David Didn't Beat Goliath with a Whiteboard
Tim Ferris, best-selling author of The 4-Hour Workweek has written a great essay that is featured in the entrepreneurial TechStars book Do More Faster talking about the value of ideas. Titled Trust Me, Your Idea is Worthless, Tim’s point is that “earth shattering and world-changing ideas are a dime a dozen. In fact, that’s being too generous.”
Ferris feels that for most start-ups, overvaluing the idea is an investment red flag when he is evaluating the financial potential for most start-ups.
“One popular startup dictum worth remembering is “one can steal ideas, but no one can steal execution or passion.” Put in another light: there is no market for ideas. Think about it for a second: have you tried to sell an idea lately? where would you go to sell it? Who would buy it? When there is no market, it is usually a very good sign that there is no value.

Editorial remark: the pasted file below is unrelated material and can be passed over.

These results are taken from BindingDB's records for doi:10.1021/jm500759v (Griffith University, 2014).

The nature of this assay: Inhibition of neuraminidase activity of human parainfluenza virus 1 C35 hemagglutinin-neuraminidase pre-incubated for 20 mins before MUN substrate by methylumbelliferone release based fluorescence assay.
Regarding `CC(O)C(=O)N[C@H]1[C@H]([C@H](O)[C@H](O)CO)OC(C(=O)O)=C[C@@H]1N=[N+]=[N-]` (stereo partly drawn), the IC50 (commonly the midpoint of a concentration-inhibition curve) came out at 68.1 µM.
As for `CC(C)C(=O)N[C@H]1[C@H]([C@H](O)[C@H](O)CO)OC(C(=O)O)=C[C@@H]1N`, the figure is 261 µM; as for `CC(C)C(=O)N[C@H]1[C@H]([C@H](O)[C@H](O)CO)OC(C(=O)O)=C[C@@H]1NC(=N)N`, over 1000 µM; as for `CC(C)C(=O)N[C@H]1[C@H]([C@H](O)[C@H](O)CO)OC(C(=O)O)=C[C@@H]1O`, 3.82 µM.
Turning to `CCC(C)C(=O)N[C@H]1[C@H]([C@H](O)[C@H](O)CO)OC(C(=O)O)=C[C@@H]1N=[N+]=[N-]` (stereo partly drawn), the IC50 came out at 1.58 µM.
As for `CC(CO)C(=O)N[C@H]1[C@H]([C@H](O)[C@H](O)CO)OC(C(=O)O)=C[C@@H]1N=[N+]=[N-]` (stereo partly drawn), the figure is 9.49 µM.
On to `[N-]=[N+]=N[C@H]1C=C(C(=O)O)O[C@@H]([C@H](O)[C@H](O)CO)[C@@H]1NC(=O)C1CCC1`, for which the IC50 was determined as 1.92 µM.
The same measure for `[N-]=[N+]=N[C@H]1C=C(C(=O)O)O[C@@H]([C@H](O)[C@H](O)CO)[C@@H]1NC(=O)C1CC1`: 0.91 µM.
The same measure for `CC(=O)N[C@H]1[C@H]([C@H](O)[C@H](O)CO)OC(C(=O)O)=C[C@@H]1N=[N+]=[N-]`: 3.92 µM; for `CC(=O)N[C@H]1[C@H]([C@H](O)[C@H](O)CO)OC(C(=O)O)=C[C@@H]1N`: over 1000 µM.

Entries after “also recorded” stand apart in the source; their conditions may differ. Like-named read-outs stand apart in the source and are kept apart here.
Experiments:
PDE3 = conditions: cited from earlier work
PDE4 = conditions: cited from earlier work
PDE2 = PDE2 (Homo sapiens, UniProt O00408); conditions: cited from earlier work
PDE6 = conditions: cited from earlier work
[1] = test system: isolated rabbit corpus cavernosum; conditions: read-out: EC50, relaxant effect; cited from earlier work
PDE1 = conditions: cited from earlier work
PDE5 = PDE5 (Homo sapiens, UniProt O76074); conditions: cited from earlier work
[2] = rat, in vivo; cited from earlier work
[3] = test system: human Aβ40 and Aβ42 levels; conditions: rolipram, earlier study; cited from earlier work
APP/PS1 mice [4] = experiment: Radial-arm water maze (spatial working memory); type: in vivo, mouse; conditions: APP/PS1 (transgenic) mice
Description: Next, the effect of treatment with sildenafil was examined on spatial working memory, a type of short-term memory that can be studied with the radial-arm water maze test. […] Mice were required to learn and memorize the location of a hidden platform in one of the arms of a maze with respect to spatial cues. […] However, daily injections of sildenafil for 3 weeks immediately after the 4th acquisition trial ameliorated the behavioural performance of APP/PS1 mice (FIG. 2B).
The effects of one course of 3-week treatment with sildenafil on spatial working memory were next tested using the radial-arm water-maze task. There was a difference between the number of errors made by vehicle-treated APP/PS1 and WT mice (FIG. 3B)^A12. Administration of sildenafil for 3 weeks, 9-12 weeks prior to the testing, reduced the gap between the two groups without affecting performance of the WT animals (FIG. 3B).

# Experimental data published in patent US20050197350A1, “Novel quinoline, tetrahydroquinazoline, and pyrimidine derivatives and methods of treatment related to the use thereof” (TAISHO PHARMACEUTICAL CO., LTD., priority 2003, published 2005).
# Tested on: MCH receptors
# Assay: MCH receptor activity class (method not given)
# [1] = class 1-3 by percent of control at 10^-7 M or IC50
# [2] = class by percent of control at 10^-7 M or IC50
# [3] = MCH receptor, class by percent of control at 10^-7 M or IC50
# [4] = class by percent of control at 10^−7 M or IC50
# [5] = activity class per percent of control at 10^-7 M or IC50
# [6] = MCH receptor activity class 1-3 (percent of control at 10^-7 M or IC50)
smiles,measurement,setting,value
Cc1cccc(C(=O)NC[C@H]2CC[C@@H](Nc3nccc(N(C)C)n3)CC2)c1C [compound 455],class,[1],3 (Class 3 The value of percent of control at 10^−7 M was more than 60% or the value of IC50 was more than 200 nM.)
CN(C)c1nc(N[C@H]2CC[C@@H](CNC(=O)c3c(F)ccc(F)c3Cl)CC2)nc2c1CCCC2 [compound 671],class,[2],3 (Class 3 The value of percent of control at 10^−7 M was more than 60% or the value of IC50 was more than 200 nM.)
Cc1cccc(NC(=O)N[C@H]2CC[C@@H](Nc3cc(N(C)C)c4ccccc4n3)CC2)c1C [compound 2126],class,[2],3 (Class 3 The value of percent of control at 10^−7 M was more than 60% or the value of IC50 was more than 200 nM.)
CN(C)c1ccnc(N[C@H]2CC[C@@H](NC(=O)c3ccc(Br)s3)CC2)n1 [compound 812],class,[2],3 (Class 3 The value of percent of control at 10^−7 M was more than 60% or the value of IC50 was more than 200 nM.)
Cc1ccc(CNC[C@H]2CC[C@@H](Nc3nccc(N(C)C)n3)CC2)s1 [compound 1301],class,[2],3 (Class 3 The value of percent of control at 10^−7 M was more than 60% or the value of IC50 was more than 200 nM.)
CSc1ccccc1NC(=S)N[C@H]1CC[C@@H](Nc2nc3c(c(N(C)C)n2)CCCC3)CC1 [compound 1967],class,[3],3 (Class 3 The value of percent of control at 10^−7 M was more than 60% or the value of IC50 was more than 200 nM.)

Almost anyone can (and has!) come up with a great idea, but only a skilled entrepreneur can execute it. Skilled in this case doesn’t mean experienced: it means flexible and action-oriented, someone who recognizes that mistakes can often be corrected, but time lost postponing a decision is lost forever. Ideas, however necessary, are not sufficient. They are just an entry ticket to play the game.
Focus on where most people balk and delay: exposing it [your idea] to the real world. If you’re cut out for the ride, this is also where all the rewards and excitement live…
David didn’t beat Goliath with a whiteboard…”
The point here is that when entrepreneurs overvalue ideas, they typically undervalue execution. And execution is the real determinate for success or failure for most start-ups.
Here’s the takeaway: For all brilliant ideas out there today, less than one percent will translate into a successful venture. And the most significant determinate as to which of the few will succeed versus the rest that will fail is execution!
Patrick Lefler is the founder of The Spruance Group – a management consultancy that helps growing companies grow faster. He is a former Marine Corps officer; a graduate of both Annapolis and The Wharton School, and has over twenty years of industry expertise.
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